What are the different causes of Acute Kidney Injury?
There are various reasons which can cause acute kidney injury, majorly there are three main causes:
1. Pre-Renal AKI/Decreased blood flow to the kidneys:
Diseases and conditions associated with decreased blood flow to the kidneys include:
• Low blood pressure from any cause
• Blood or fluid loss (such as bleeding, severe diarrhea)
• Heart attack/ heart failure (conditions leading to decreased function)
• Overuse of pain medicines “NSAIDs and COX2 inhibitors” e.g. include ibuprofen, ketoprofen,
naproxen, etc which are used to reduce swelling or relieve pain
• Severe allergic reactions
• Burns, Major Trauma, Major surgery
2. Intra renal/Renal AKI/ Direct Damage to the Kidneys
There are many diseases that may cause direct damage to renal filters and or tubules and can cause AKI. A few examples are listed below
• Severe infection (sepsis)
• Inflammation and scarring of blood vessels (vasculitis)
• Inflammation and/or scarring of kidney tubules and surrounding functioning tissues (interstitial
• Exposure to toxins, solvents, nephrotoxic drugs, and heavy metals
• Some cancers e.g. multiple myeloma
3. Post Renal/Blockage of the urinary tract
This condition results from diseases that cause blockage of urine outflow tract or hinder the ability to empty urine.
• Obstruction from stones or blood clots in the urinary tract
• Enlarged prostate
• Bladder, prostate, or cervical cancer
• Nervous system diseases that affect the bladder and micturination
What tests are done to diagnose acute kidney injury?
Depending upon the suspected/ underlying cause of kidney injury, various tests will be run to: establish a diagnosis, assess the extent of injury, the likelihood of cause of AKI, and prognosticate if possible. Timely diagnosis is of paramount importance since every AKI episode can result in increased morbidity/mortality, risk of cardiovascular events, and predisposition to chronic kidney disease. The following tests may be done:
• Measuring urine output
• Urine tests
• Blood tests: Blood tests will help find levels of creatinine, urea nitrogen phosphorus and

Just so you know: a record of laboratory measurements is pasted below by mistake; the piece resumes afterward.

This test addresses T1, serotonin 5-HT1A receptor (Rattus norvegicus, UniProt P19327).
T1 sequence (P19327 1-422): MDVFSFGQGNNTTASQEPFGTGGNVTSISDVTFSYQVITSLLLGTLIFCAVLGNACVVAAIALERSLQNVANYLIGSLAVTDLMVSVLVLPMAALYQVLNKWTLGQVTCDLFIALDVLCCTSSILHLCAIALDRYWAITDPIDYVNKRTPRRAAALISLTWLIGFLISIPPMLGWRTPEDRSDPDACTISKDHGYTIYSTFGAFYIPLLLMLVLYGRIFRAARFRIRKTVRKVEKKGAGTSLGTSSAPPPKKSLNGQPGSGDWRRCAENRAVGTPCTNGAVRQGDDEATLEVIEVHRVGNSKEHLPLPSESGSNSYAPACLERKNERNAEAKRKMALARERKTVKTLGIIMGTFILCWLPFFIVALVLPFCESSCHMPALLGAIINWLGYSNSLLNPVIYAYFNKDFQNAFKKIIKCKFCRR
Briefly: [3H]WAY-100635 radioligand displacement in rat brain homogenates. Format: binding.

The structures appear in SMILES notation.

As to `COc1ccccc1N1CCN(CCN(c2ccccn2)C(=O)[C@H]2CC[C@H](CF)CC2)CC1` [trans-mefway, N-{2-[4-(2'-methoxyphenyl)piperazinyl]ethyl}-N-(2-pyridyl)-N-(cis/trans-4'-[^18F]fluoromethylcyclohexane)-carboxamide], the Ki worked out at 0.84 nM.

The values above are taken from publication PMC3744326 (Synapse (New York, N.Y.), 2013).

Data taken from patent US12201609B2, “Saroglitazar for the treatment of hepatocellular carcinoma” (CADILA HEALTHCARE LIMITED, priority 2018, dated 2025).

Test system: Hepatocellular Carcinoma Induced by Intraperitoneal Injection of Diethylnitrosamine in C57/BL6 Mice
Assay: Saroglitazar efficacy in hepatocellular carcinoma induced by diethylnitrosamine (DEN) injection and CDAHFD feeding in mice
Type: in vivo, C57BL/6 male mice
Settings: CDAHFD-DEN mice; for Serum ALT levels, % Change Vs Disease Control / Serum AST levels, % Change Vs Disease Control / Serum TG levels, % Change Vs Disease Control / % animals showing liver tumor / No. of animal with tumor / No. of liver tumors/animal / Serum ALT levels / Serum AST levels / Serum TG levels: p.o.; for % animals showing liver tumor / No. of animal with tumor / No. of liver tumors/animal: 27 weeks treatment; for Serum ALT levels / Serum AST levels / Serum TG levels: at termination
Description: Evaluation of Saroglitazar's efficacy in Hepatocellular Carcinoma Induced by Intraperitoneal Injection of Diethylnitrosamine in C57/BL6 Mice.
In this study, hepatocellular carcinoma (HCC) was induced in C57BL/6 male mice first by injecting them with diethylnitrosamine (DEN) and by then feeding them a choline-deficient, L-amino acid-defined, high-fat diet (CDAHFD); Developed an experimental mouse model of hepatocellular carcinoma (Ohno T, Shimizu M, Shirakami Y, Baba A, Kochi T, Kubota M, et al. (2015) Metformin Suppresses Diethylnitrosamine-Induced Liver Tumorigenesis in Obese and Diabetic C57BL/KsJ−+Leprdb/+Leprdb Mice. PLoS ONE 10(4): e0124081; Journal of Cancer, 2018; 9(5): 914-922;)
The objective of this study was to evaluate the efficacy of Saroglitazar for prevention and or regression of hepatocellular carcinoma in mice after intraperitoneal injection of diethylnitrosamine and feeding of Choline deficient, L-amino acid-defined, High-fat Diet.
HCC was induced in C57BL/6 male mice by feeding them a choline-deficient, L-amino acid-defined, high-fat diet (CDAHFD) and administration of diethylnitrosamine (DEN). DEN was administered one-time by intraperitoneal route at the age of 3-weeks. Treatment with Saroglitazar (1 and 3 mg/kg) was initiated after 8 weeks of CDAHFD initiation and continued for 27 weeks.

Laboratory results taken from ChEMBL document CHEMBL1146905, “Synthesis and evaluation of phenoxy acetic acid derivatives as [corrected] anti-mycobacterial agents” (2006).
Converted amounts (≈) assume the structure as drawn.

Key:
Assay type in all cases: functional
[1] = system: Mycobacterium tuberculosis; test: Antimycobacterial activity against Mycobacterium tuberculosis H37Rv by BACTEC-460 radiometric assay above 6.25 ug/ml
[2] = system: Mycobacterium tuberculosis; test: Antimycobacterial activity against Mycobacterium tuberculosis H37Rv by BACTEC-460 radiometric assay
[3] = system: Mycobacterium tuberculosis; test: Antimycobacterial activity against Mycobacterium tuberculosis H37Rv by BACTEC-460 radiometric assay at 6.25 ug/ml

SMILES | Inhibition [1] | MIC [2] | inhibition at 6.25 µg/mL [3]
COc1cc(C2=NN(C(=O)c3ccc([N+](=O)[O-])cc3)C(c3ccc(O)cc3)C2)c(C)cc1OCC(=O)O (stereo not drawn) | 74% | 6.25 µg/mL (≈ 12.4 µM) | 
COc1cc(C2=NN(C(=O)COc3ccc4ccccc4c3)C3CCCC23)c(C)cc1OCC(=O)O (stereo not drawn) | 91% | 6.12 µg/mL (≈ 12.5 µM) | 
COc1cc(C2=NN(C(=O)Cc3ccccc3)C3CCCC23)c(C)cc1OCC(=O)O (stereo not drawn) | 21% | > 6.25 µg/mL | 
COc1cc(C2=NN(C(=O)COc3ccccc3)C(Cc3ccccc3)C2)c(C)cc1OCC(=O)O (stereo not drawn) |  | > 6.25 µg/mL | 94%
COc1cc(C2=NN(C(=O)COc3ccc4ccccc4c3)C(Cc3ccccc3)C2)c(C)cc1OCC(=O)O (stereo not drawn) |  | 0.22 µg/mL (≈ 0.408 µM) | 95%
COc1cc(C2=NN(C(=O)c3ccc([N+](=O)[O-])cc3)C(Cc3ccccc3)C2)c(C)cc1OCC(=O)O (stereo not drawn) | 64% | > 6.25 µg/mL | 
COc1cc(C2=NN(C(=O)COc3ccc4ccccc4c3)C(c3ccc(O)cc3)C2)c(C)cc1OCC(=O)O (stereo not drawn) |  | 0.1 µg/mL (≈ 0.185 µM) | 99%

potassium should be done in addition to blood tests for protein in order to look at kidney
• Estimate GFR: using creatinine &/or Cystatin, one may calculate your GFR (glomerular filtration
rate) to estimate the decrease in kidney function
• Imaging tests: Imaging tests, such as ultrasound, may help look for kidneys and urinary tract and look for anything abnormal. In certain cases, a CT or MRI scan may be needed.
• Kidney biopsy: In some clinical situations, renal tissue is sampled by performing a USG-guided Renal Biopsy to help establish diagnosis and guide treatment.
What is the treatment for acute kidney injury?
Treatment for acute kidney injury depends on the underlying cause and often requires you to be hospitalized for the same. Various treatment options are available which vary from case to case basis. For Acute Kidney Injury Treatment, Visit our website.
• Prevention of acute renal injury in high-risk populations is the best treatment e.g. Extremes of age, Diabetics, Hypertensive, patients on pain medicines, etc.
• Early detection and remedial measures address managing the underlying causes of injury
• Treatment of your symptoms and signs including correction of electrolyte, acid-base, and fluid balance in patients with established injury until your kidneys recover
• Few patients may need renal replacement therapy in from of dialysis to support failing kidneys to manage fluid/ acid-base or salt balance or remove toxins that have built up in your blood.
The best way to reduce your chance of having acute kidney injury and save kidney function is to prevent injury or to find and treat it as early as possible.